"We are hunting kangaroos, granddaughter."
I wrapped my skin around her. She took the wooden spoon from the kitchen sink and followed me outside.
We walked for a long time. We were both quite tired by the time we got to the sea.
"Look at that island!" I said to Gracie, at the top of the secondary dune. "We could swim to that island!"
"We need a boat," she said. My grandie is practical in these respects . Both of us looked at the ships on Gage Roads.
"Maybe that one?"
"Too far to swim, Nanna Sarah."
We both jumped into a boat in the playground at Cottesloe. Parents in puffer vests, compression tights and expensive joggers scattered with their labradoodles, as we jumped in.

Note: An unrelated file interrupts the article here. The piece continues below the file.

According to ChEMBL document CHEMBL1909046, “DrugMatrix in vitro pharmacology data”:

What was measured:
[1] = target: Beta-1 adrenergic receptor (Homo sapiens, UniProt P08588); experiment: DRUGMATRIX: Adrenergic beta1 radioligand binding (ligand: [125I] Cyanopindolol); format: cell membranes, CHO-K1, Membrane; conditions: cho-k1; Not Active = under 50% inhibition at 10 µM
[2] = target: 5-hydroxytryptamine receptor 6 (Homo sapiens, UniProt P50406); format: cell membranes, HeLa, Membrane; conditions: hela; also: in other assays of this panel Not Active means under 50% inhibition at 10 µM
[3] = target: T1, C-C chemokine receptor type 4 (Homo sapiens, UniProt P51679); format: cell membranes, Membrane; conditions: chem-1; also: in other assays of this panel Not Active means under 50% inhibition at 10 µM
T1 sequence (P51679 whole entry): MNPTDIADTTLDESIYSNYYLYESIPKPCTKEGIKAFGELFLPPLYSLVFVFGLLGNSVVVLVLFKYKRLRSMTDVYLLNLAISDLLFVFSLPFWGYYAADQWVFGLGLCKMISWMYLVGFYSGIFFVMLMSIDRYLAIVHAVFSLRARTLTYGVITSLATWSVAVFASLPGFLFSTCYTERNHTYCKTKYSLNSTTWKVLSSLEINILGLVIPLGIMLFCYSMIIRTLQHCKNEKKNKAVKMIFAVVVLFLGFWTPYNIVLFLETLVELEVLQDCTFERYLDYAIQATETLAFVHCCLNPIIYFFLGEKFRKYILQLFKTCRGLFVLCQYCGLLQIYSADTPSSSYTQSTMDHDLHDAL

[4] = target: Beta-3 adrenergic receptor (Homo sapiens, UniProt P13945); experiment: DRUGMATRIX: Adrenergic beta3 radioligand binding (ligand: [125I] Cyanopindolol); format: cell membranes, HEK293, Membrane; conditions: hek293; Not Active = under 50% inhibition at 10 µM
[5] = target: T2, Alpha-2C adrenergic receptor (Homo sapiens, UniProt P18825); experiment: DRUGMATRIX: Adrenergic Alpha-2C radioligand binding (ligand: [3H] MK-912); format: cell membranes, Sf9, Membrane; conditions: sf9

"Matilda," I said, "How are we gonna get to the islands?"
"We have to take over! We need a boat!"
"We need a boat!" I shouted and she waved her wooden spoon.
I jumped around, rocking the playground boat.
"The jellyfish are taking over. We need a boat!"
We were kicked out of there by some three year olds and so we walked over the next dune. By then my grand daughter was exhausted. Her gumboots were full of sand and I worried about her blisters. The kangaroo skin was now over my shoulder.
"Look, at the next cafe, I'll buy you a juice," I promised her, thinking that the next cafe was probably pretty close.
"Yes, Nanna Sarah," she said, stoic, trudging on.
And she did, that kid. She trudged. She walked for miles with me. An hour later I bought her a bottle of black currant juice from the corner store.She'd walked the whole way home with me, refusing to be carried..